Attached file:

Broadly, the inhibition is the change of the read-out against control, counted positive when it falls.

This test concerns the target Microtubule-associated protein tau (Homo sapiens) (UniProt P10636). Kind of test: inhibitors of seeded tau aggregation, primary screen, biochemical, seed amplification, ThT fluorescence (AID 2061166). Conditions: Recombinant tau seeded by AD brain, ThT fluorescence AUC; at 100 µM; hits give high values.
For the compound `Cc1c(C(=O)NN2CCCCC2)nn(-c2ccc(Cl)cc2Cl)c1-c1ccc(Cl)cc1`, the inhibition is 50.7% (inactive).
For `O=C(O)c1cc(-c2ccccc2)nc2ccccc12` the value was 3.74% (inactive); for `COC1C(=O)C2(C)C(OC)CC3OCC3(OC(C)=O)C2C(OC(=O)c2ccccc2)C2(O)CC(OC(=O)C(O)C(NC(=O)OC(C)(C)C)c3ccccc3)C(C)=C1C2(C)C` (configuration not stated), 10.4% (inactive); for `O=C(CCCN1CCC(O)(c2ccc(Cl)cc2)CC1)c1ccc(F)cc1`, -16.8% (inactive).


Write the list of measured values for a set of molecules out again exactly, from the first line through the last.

Broadly, the inhibition is the change of the read-out against control, counted positive when it falls.

This test concerns the target Microtubule-associated protein tau (Homo sapiens) (UniProt P10636). Kind of test: inhibitors of seeded tau aggregation, primary screen, biochemical, seed amplification, ThT fluorescence (AID 2061166). Conditions: Recombinant tau seeded by AD brain, ThT fluorescence AUC; at 100 µM; hits give high values.
For the compound `Cc1c(C(=O)NN2CCCCC2)nn(-c2ccc(Cl)cc2Cl)c1-c1ccc(Cl)cc1`, the inhibition is 50.7% (inactive).
For `O=C(O)c1cc(-c2ccccc2)nc2ccccc12` the value was 3.74% (inactive); for `COC1C(=O)C2(C)C(OC)CC3OCC3(OC(C)=O)C2C(OC(=O)c2ccccc2)C2(O)CC(OC(=O)C(O)C(NC(=O)OC(C)(C)C)c3ccccc3)C(C)=C1C2(C)C` (configuration not stated), 10.4% (inactive); for `O=C(CCCN1CCC(O)(c2ccc(Cl)cc2)CC1)c1ccc(F)cc1`, -16.8% (inactive).